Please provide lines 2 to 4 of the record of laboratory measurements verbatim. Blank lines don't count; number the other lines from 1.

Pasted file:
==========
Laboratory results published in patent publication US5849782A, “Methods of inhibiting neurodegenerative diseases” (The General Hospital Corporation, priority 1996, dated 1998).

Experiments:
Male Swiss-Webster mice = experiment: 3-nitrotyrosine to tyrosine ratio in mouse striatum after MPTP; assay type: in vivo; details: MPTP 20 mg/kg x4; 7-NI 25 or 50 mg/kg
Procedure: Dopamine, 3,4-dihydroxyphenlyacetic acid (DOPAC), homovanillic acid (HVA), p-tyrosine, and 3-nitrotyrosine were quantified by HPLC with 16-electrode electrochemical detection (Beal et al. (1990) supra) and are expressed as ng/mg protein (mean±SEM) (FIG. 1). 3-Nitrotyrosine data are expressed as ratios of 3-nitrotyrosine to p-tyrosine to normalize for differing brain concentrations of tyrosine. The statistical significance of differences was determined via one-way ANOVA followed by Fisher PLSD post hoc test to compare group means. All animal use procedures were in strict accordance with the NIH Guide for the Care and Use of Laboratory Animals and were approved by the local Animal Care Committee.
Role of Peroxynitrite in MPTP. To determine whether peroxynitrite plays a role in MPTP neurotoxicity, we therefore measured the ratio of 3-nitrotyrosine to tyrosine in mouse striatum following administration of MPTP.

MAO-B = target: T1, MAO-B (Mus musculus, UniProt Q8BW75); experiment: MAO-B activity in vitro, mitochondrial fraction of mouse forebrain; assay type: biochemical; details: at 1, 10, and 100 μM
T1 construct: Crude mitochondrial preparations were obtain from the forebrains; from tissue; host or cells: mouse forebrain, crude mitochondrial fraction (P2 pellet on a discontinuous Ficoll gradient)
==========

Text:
Experiments:
Male Swiss-Webster mice = experiment: 3-nitrotyrosine to tyrosine ratio in mouse striatum after MPTP; assay type: in vivo; details: MPTP 20 mg/kg x4; 7-NI 25 or 50 mg/kg
Procedure: Dopamine, 3,4-dihydroxyphenlyacetic acid (DOPAC), homovanillic acid (HVA), p-tyrosine, and 3-nitrotyrosine were quantified by HPLC with 16-electrode electrochemical detection (Beal et al. (1990) supra) and are expressed as ng/mg protein (mean±SEM) (FIG. 1). 3-Nitrotyrosine data are expressed as ratios of 3-nitrotyrosine to p-tyrosine to normalize for differing brain concentrations of tyrosine. The statistical significance of differences was determined via one-way ANOVA followed by Fisher PLSD post hoc test to compare group means. All animal use procedures were in strict accordance with the NIH Guide for the Care and Use of Laboratory Animals and were approved by the local Animal Care Committee.